U.S. Pat. No. 4,419,809 to Riseman et al., assigned to the assignee of the present invention, uses the above-described "lost wax" method to form the drain region of a MOSFET. Riseman et al. further shows the use of sidewall technology to form a sub-micron device channel.
U.S. Pat. No. 4,508,579 to Goth et al., assigned to the assignee of the present invention, shows a method of forming lateral device structures using insulating studs formed from oxide sidewalls.
U.S. Pat. No. 4,160,991 to Anantha et al., assigned to the assignee of the present invention shows a method of forming high performance bipolar transistors having closely spaced base-emitter contacts.
In summary, a process which yields semiconductor devices having smaller or more closely spaced device regions provides a substantial contribution to the art. Such a process is of even greater value if it can be economically and efficiently implemented, particularly with different device types.
The principal object of the present invention is to provide a new and improved method of fabricating semiconductor devices.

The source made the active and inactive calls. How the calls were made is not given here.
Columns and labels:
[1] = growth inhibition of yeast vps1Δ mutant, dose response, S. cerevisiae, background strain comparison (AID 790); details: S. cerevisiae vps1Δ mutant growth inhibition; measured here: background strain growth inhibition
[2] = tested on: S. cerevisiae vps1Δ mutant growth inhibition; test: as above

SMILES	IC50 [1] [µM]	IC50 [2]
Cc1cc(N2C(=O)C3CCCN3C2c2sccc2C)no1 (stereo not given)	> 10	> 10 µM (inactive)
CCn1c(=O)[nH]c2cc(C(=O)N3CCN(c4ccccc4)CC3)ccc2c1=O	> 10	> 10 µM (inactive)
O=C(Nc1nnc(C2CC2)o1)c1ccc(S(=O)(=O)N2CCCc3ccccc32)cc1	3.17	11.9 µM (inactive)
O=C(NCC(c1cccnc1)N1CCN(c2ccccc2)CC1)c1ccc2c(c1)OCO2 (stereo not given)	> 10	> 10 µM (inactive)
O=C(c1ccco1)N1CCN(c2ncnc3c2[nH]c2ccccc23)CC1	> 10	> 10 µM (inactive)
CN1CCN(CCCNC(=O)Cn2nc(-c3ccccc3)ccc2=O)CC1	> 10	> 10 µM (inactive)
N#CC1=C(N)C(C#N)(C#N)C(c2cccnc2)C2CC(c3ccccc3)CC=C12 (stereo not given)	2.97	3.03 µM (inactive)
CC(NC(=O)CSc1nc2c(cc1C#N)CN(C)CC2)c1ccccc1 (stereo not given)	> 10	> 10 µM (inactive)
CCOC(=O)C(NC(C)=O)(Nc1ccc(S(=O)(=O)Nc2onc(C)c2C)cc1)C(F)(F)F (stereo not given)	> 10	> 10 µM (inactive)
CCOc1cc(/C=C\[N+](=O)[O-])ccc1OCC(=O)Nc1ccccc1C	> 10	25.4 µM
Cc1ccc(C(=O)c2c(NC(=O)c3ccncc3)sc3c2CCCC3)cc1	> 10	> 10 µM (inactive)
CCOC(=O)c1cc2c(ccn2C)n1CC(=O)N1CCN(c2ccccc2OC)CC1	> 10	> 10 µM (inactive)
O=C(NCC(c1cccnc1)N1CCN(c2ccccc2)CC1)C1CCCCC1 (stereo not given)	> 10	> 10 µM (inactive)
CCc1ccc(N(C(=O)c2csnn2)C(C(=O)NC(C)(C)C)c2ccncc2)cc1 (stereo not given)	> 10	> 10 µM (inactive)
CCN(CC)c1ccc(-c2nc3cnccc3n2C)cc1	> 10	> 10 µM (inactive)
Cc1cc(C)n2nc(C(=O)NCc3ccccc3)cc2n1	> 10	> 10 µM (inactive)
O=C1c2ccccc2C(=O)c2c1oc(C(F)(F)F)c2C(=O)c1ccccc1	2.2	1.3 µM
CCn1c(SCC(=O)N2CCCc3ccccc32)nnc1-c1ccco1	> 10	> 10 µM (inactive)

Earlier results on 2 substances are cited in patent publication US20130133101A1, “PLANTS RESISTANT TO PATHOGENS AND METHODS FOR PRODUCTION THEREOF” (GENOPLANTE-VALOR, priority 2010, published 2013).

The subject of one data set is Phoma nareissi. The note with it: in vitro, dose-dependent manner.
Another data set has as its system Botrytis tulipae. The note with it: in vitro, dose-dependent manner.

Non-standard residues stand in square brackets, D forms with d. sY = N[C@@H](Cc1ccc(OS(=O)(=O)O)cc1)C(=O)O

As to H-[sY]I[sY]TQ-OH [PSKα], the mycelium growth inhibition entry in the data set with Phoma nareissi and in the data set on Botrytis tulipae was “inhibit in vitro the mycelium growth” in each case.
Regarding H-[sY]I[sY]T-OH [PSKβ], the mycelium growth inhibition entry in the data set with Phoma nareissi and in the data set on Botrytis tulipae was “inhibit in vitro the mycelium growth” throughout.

Another object of the present invention is to provide such a method capable of fabricating small, densely packed semiconductor devices.
A further object of the present invention is to provide such a method which is economically and efficiently applicable to the fabrication of bipolar, insulated gate, and BICMOS logic devices.
Yet another object of the present invention is to provide new and improved semiconductor devices having small, densely packed device regions.
In accordance with the present invention, there is provided a new and improved method of forming a semiconductor device on a body of semiconductor material having a first doped region of a first conductivity type, comprising the steps of: forming a stud over the first doped region; using the stud as a mask to form a second doped region of a second conductivity type in the surface of the first doped region adjoining the stud; forming a sidewall of insulating material on the stud; forming a first device contact within the sidewall; and forming a second device contact over the second doped region adjoining the sidewall, such that the first and second contacts are separated by the sidewall.
In accordance with an embodiment of the present invention, the step of forming the second device contact includes the steps of forming a layer of conductive material generally conformally over the first doped region, the stud, and the sidewall, and then planarizing the layer of conductive material to a height equal to or less than that of the sidewall. The second contact is thus self-aligned with the first and second doped regions and the first device contact.